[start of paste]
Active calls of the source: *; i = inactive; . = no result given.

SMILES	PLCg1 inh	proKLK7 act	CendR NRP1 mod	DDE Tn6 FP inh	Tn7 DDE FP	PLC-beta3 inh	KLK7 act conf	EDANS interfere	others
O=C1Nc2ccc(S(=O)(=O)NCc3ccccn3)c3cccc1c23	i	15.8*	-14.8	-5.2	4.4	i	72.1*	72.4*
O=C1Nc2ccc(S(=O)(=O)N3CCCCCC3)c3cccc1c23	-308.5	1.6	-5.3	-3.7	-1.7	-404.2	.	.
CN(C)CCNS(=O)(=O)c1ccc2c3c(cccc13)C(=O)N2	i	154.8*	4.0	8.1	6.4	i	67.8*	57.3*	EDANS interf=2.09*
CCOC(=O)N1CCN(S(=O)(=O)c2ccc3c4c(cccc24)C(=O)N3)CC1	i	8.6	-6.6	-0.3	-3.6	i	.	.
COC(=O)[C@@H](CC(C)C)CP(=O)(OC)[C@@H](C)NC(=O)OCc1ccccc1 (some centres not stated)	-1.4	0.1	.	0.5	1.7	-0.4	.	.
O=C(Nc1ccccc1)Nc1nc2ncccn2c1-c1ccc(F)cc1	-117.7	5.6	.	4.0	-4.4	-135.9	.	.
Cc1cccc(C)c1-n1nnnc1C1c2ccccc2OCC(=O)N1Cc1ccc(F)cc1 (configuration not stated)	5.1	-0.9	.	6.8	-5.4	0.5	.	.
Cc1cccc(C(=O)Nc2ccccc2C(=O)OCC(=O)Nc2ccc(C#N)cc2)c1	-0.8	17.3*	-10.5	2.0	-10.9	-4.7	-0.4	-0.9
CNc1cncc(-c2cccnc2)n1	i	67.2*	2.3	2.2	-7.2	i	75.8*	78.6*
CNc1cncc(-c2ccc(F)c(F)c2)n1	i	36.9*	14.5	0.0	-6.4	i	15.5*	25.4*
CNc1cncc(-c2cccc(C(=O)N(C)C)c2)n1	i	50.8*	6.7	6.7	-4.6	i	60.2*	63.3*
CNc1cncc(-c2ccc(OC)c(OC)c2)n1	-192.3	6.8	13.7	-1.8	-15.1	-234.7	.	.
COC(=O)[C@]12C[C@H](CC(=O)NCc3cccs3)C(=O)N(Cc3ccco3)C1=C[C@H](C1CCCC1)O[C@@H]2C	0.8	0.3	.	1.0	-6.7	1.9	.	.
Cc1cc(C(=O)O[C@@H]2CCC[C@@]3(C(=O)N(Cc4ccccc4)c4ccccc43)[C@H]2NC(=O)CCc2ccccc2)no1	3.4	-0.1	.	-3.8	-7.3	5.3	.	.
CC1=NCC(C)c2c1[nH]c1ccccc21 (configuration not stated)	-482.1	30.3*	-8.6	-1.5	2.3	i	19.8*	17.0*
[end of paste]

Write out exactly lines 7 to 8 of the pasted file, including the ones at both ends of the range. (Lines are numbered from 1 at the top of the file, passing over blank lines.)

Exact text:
COC(=O)[C@@H](CC(C)C)CP(=O)(OC)[C@@H](C)NC(=O)OCc1ccccc1 (some centres not stated)	-1.4	0.1	.	0.5	1.7	-0.4	.	.
O=C(Nc1ccccc1)Nc1nc2ncccn2c1-c1ccc(F)cc1	-117.7	5.6	.	4.0	-4.4	-135.9	.	.